The Assassins by Gayle Lynds is a thriller where six international assassins, each assembled from a dark corner of the globe, team up together to steal a fortune from the middle of a Middle Eastern war zone (available June 30, 2015).
Assassins. Six of them, to be precise, get the story rolling from the blood-streaked streets of a crumbling Baghdad. They have landed in the country of Iraq to collect a debt, the first half of which was paid for their murderous work, on the grubby international stage of guns for hire, but the contractor has not kept a promise to pay the second part of the installment, once the job is done.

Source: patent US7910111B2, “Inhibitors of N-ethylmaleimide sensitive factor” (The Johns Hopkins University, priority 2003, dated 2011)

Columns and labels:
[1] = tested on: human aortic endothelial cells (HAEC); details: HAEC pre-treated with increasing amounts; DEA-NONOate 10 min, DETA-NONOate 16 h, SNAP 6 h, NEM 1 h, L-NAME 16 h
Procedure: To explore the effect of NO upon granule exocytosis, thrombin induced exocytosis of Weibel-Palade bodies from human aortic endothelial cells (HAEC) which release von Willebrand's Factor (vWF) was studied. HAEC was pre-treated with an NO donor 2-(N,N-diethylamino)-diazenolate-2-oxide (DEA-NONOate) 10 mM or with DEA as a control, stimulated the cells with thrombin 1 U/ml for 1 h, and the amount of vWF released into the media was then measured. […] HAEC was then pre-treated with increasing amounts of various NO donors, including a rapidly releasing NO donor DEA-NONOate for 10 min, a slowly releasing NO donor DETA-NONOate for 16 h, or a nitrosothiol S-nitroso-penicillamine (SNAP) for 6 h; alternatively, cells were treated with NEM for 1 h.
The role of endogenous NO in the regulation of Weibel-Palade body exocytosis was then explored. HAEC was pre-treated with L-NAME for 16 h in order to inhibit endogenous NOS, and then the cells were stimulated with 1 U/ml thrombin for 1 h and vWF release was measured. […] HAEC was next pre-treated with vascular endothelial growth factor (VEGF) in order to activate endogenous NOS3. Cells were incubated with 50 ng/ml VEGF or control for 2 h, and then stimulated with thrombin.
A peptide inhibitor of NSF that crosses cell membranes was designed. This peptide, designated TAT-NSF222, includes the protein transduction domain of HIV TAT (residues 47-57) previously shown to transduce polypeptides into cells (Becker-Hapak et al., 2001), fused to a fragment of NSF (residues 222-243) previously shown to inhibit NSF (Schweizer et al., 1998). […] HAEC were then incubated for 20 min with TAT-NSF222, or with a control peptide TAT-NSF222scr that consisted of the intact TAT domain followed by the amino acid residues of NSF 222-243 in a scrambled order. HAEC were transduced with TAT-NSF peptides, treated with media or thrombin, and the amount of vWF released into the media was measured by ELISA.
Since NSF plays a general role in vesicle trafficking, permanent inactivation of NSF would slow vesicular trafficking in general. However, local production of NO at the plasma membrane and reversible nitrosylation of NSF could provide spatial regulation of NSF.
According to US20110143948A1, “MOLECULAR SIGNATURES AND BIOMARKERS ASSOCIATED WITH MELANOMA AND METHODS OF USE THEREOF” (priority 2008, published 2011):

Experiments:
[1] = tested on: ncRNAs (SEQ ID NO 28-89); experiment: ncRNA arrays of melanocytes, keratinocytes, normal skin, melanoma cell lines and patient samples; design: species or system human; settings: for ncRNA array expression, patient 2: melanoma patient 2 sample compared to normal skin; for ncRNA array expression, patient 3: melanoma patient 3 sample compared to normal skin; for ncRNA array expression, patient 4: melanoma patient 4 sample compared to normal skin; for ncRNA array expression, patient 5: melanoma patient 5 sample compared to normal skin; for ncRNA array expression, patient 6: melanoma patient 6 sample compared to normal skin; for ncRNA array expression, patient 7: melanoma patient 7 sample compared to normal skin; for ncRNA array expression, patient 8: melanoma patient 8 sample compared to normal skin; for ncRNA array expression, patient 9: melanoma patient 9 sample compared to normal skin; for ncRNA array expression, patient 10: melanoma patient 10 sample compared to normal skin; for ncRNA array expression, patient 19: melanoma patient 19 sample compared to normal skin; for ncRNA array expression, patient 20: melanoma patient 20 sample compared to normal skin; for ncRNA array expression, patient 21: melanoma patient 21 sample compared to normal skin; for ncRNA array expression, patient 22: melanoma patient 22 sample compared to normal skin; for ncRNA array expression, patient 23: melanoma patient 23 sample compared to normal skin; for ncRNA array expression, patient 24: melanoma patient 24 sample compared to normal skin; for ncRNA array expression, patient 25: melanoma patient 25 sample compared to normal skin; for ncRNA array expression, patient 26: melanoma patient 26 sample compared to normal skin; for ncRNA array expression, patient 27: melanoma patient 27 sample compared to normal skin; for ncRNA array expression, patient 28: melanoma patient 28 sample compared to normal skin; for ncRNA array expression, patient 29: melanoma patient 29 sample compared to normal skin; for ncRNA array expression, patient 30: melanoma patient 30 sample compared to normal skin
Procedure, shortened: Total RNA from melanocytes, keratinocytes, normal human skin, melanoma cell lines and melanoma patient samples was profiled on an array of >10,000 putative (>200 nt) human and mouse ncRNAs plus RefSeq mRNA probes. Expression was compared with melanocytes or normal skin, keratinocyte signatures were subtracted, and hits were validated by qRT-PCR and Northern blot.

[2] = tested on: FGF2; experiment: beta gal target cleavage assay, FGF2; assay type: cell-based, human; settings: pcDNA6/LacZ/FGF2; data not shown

Although there was no trust in the venal business of international wet work, occasionally there was respect, and Burleigh Morgan was respected. Other top independent assassins would accept a job from him, which was why Saddam Hussein had hired him to put together a team for a series of particularly sensitive international terminations. Besides Morgan, the Basque, and the Russian, there were a former jihadist, a retired Mossad operative, and a peripheral member of the Cosa Nostra. They had executed their assignments perfectly. The problem was, Saddam had never paid the second half of what he owed them.
They could have sent a lawyer's letter, but the debtor would probably not have replied. At that point, Saddam Hussein Abd al-Majid al-Tikriti, the fifth President of Iraq, to give him his full title, certainly couldn’t have reached for his checkbook to catch the last post. Assassins do not prefer to deal in correspondence anyway; they prefer hot, unrelenting lead.
[It's because of the stamps. They hate buying stamps...]